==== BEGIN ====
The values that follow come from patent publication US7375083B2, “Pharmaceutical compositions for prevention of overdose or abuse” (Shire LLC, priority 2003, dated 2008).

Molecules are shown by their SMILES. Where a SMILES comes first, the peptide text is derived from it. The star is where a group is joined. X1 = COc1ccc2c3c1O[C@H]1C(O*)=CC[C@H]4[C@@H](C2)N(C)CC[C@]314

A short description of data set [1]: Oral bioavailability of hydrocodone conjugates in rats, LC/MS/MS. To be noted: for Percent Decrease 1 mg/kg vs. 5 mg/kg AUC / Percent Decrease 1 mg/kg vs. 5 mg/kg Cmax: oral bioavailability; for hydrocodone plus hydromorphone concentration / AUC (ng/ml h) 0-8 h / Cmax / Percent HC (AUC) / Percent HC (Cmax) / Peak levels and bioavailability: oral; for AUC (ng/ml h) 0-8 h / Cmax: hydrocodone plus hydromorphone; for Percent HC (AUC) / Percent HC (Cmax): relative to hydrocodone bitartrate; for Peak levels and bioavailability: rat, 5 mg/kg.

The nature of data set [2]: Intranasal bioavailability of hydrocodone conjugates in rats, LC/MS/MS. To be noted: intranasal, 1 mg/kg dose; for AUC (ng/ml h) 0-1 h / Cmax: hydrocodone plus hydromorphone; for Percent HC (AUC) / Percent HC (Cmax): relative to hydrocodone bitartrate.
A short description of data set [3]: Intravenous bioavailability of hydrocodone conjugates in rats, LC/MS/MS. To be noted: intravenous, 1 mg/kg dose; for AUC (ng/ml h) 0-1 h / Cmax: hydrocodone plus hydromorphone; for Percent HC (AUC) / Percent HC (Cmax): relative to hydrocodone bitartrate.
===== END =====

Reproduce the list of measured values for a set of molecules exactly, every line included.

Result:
The values that follow come from patent publication US7375083B2, “Pharmaceutical compositions for prevention of overdose or abuse” (Shire LLC, priority 2003, dated 2008).

Molecules are shown by their SMILES. Where a SMILES comes first, the peptide text is derived from it. The star is where a group is joined. X1 = COc1ccc2c3c1O[C@H]1C(O*)=CC[C@H]4[C@@H](C2)N(C)CC[C@]314

A short description of data set [1]: Oral bioavailability of hydrocodone conjugates in rats, LC/MS/MS. To be noted: for Percent Decrease 1 mg/kg vs. 5 mg/kg AUC / Percent Decrease 1 mg/kg vs. 5 mg/kg Cmax: oral bioavailability; for hydrocodone plus hydromorphone concentration / AUC (ng/ml h) 0-8 h / Cmax / Percent HC (AUC) / Percent HC (Cmax) / Peak levels and bioavailability: oral; for AUC (ng/ml h) 0-8 h / Cmax: hydrocodone plus hydromorphone; for Percent HC (AUC) / Percent HC (Cmax): relative to hydrocodone bitartrate; for Peak levels and bioavailability: rat, 5 mg/kg.

The nature of data set [2]: Intranasal bioavailability of hydrocodone conjugates in rats, LC/MS/MS. To be noted: intranasal, 1 mg/kg dose; for AUC (ng/ml h) 0-1 h / Cmax: hydrocodone plus hydromorphone; for Percent HC (AUC) / Percent HC (Cmax): relative to hydrocodone bitartrate.
A short description of data set [3]: Intravenous bioavailability of hydrocodone conjugates in rats, LC/MS/MS. To be noted: intravenous, 1 mg/kg dose; for AUC (ng/ml h) 0-1 h / Cmax: hydrocodone plus hydromorphone; for Percent HC (AUC) / Percent HC (Cmax): relative to hydrocodone bitartrate.